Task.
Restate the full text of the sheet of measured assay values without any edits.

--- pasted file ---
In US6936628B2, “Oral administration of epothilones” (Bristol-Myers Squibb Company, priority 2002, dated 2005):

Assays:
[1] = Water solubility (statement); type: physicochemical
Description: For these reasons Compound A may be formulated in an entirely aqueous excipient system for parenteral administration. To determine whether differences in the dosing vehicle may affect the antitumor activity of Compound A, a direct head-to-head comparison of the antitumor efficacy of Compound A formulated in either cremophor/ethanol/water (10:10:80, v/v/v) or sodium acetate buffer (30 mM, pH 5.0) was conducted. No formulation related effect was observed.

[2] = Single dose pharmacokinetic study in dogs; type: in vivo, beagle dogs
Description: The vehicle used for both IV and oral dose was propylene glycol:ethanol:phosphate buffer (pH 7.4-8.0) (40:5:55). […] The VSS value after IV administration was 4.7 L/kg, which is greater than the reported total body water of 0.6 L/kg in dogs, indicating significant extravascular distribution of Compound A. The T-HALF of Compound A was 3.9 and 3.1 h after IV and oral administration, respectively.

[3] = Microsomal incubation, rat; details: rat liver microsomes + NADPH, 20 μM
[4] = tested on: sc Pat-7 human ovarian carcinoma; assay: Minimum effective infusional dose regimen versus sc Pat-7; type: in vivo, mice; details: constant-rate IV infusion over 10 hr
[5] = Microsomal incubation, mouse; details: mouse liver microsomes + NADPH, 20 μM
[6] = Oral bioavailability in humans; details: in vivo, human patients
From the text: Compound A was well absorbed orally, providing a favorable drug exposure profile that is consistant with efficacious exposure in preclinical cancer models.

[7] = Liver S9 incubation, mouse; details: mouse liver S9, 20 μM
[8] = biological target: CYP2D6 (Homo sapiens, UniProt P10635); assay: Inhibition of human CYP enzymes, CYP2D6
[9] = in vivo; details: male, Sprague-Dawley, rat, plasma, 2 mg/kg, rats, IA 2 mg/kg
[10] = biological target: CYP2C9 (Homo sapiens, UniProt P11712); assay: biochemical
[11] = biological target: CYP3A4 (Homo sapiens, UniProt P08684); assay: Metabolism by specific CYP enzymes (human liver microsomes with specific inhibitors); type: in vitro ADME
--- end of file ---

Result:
In US6936628B2, “Oral administration of epothilones” (Bristol-Myers Squibb Company, priority 2002, dated 2005):

Assays:
[1] = Water solubility (statement); type: physicochemical
Description: For these reasons Compound A may be formulated in an entirely aqueous excipient system for parenteral administration. To determine whether differences in the dosing vehicle may affect the antitumor activity of Compound A, a direct head-to-head comparison of the antitumor efficacy of Compound A formulated in either cremophor/ethanol/water (10:10:80, v/v/v) or sodium acetate buffer (30 mM, pH 5.0) was conducted. No formulation related effect was observed.

[2] = Single dose pharmacokinetic study in dogs; type: in vivo, beagle dogs
Description: The vehicle used for both IV and oral dose was propylene glycol:ethanol:phosphate buffer (pH 7.4-8.0) (40:5:55). […] The VSS value after IV administration was 4.7 L/kg, which is greater than the reported total body water of 0.6 L/kg in dogs, indicating significant extravascular distribution of Compound A. The T-HALF of Compound A was 3.9 and 3.1 h after IV and oral administration, respectively.

[3] = Microsomal incubation, rat; details: rat liver microsomes + NADPH, 20 μM
[4] = tested on: sc Pat-7 human ovarian carcinoma; assay: Minimum effective infusional dose regimen versus sc Pat-7; type: in vivo, mice; details: constant-rate IV infusion over 10 hr
[5] = Microsomal incubation, mouse; details: mouse liver microsomes + NADPH, 20 μM
[6] = Oral bioavailability in humans; details: in vivo, human patients
From the text: Compound A was well absorbed orally, providing a favorable drug exposure profile that is consistant with efficacious exposure in preclinical cancer models.

[7] = Liver S9 incubation, mouse; details: mouse liver S9, 20 μM
[8] = biological target: CYP2D6 (Homo sapiens, UniProt P10635); assay: Inhibition of human CYP enzymes, CYP2D6
[9] = in vivo; details: male, Sprague-Dawley, rat, plasma, 2 mg/kg, rats, IA 2 mg/kg
[10] = biological target: CYP2C9 (Homo sapiens, UniProt P11712); assay: biochemical
[11] = biological target: CYP3A4 (Homo sapiens, UniProt P08684); assay: Metabolism by specific CYP enzymes (human liver microsomes with specific inhibitors); type: in vitro ADME